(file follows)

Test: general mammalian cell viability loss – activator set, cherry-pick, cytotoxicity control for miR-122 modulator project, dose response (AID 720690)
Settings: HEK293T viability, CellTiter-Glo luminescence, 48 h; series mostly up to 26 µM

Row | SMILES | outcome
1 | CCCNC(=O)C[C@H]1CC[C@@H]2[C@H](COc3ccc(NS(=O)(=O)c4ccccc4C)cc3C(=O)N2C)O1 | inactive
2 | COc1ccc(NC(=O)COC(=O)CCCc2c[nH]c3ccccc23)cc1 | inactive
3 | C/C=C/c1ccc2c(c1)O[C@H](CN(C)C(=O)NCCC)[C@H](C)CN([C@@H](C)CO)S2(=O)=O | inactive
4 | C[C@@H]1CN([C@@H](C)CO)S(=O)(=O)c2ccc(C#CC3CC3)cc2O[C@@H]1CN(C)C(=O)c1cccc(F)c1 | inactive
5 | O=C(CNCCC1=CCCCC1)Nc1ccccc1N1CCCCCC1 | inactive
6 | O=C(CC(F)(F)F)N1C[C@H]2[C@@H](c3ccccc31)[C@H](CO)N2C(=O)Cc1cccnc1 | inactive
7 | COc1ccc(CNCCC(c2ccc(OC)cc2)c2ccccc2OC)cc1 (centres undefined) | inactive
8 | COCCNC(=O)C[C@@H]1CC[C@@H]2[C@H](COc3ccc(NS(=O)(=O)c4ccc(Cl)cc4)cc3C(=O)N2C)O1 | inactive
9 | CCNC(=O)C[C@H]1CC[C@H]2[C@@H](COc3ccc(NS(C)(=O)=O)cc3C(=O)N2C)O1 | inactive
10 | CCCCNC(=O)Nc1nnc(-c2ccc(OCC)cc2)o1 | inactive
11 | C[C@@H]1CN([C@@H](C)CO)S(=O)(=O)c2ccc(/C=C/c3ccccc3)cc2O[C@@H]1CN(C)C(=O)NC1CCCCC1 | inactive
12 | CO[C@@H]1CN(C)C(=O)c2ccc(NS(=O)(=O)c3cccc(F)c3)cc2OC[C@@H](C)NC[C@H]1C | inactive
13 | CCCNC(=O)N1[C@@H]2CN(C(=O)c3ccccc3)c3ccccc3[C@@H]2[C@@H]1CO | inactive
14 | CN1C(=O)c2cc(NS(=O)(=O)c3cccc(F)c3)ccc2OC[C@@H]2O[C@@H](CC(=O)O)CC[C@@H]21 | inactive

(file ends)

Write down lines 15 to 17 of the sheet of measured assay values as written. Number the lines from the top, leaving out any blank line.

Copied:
12 | CO[C@@H]1CN(C)C(=O)c2ccc(NS(=O)(=O)c3cccc(F)c3)cc2OC[C@@H](C)NC[C@H]1C | inactive
13 | CCCNC(=O)N1[C@@H]2CN(C(=O)c3ccccc3)c3ccccc3[C@@H]2[C@@H]1CO | inactive
14 | CN1C(=O)c2cc(NS(=O)(=O)c3cccc(F)c3)ccc2OC[C@@H]2O[C@@H](CC(=O)O)CC[C@@H]21 | inactive